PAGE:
University snags record 42,000 applications for fall 2013 in part of decade-long trend

Less than a third of accepted applicants actually enrolled in the University in 2012.

University snags record 42,000 applications for fall 2013 in part of decade-long trend

Tyler Gieseke

Despite a statewide decrease in the number of high school graduates, the University of Minnesota received a record number of applications for fall 2013 admission.

The University has had more than 42,000 freshman applications for fall 2013 admission already — an increase of about 12 percent over the year before. An official application count won’t be available until fall 2013, since the University is still receiving applications.

Students seeking admission applied for about 5,400 spots in the class of 2017.

Because of the increased number of applications, more academically capable students — who likely have many college choices — are offered admission, said Bob McMaster, vice provost and dean of undergraduate education.

Of the almost 19,000 applicants who were offered places at the University in fall 2012, less than a third actually enrolled. That’s an 11 percentage point decrease from fall 2003.

The increase in applicants was surprising because of the declining numbers of high school graduates in the Midwest, McMaster said.

In the past six years, Minnesota’s number of high school graduates has dropped by almost 9 percent, or 5,200 students, according to a report from the Western Interstate Commission for Higher Education.

“Our whole [collection] area is going down,” McMaster said. “So we thought that we’d see the same trend in applications, and we didn’t.”

Also, the number of applicants for fall 2012 decreased slightly from the year before, according to University data.

But this drop was an exception to the trend of increasing applications. The number of freshman applicants has more than doubled in the past decade.

This growth is something the University wants to see “to a point,” McMaster said.

It’s important to have a high enough number of applications to hit an enrollment target, said Rachelle Hernandez, interim director of admissions.

But as a result of the rising number of applications, McMaster said a lot of students who have good academic records are denied admission.

In the past decade, the portion of applicants who are granted admission has significantly decreased.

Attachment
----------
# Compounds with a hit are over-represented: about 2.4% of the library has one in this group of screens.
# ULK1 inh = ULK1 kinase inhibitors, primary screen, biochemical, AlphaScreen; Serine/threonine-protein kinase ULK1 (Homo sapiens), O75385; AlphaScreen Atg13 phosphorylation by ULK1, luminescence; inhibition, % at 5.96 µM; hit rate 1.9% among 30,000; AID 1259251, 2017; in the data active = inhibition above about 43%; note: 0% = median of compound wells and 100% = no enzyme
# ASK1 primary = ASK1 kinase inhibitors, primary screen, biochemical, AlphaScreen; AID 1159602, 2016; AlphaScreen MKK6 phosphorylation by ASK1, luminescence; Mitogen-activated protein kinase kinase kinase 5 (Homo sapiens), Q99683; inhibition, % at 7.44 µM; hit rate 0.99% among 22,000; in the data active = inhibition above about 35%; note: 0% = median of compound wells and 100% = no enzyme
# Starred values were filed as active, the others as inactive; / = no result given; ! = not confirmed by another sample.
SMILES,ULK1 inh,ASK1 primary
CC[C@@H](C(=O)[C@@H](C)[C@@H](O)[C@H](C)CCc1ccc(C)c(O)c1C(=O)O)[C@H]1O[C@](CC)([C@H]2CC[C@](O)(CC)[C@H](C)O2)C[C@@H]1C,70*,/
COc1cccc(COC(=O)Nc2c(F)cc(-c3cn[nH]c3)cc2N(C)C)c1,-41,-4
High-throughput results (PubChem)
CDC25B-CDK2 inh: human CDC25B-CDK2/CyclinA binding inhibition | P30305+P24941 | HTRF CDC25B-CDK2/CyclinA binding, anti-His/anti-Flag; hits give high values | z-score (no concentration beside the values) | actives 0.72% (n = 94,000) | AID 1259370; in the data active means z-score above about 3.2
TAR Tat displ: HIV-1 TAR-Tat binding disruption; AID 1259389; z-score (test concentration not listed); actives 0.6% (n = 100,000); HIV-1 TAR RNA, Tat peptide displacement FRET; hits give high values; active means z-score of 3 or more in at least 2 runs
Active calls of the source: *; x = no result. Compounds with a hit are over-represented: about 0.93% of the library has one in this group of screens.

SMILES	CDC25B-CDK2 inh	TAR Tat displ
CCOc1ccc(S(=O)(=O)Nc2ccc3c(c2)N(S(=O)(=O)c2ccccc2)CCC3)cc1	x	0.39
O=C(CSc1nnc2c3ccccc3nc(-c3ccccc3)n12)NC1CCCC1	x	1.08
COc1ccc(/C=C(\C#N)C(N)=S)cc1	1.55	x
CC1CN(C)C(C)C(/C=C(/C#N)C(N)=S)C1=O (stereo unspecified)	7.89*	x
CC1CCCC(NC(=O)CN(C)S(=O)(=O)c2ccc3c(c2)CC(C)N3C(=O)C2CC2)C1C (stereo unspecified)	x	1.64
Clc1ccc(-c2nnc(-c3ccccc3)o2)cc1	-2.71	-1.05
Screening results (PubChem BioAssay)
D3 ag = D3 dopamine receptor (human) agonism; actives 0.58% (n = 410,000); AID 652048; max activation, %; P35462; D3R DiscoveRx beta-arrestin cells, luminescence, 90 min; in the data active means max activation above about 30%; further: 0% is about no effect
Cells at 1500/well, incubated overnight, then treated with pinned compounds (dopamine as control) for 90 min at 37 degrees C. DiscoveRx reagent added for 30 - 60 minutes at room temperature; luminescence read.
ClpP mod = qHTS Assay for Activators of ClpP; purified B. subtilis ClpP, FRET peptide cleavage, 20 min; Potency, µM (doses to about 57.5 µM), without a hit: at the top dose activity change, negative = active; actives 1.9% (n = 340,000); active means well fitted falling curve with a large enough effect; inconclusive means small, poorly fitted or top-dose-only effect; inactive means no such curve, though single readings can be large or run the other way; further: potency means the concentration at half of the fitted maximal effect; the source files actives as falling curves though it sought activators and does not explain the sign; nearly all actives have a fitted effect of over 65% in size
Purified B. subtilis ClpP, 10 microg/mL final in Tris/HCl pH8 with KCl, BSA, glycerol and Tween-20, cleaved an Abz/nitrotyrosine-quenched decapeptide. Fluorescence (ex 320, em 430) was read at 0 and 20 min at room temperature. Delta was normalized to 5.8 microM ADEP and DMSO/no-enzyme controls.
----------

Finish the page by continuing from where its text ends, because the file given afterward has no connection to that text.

About three in four applicants were offered admission in 2003, while less than half were admitted in 2011. 

“Our goal is not to reject students — good students,” McMaster said, adding that he thinks the application numbers will eventually level off or begin to decrease.

“We are not looking to artificially increase the number of applications we’re receiving,” Hernandez said.

Rather, she said the focus is working with students who are interested in the University and who would likely be successful.

Some students said a decreasing acceptance rate isn’t bad news.

Having a more competitive application process also improves the classroom atmosphere, said sports management sophomore Brianna Tahti, because it results in more academically skilled students.

“I think it’s a good thing to make it more prestigious,” said freshman Taylor Ader.

He said increasing numbers of jobs require a college degree, which may boost the number of people applying to the University.

“There’s a higher need for college,” Ader said.

Reasons for growth

The main reason for the increasing number of applications is the recruitment work carried out by the Office of Admissions, McMaster said.

Hernandez said the University focuses on communicating its policies and expectations to high school counselors to help identify potential students.

Anticipating a decrease in high school graduates, about a decade ago University administration began to “work Illinois pretty hard” in terms of recruiting, McMaster said.

In addition, he said the University employs a regional recruiter in southern California to attract applicants.

Still, McMaster said the University strives to build classes where two-thirds are Minnesota residents.

“Our focus is really on attracting great students from the state of Minnesota,” he said.

Another potential reason for higher application numbers is a trend among high school students to apply to many colleges, Hernandez said.

Newer initiatives like the University Honors Program and new buildings like the Recreation and Wellness Center could also contribute, McMaster said. 

Art and biology freshman Michelle Bluem said she wasn’t surprised the University was receiving more applications.

She said she’s heard from younger students that admission to the University has become more competitive.

“I think the University’s very happy to be in demand by great undergraduates,” McMaster said.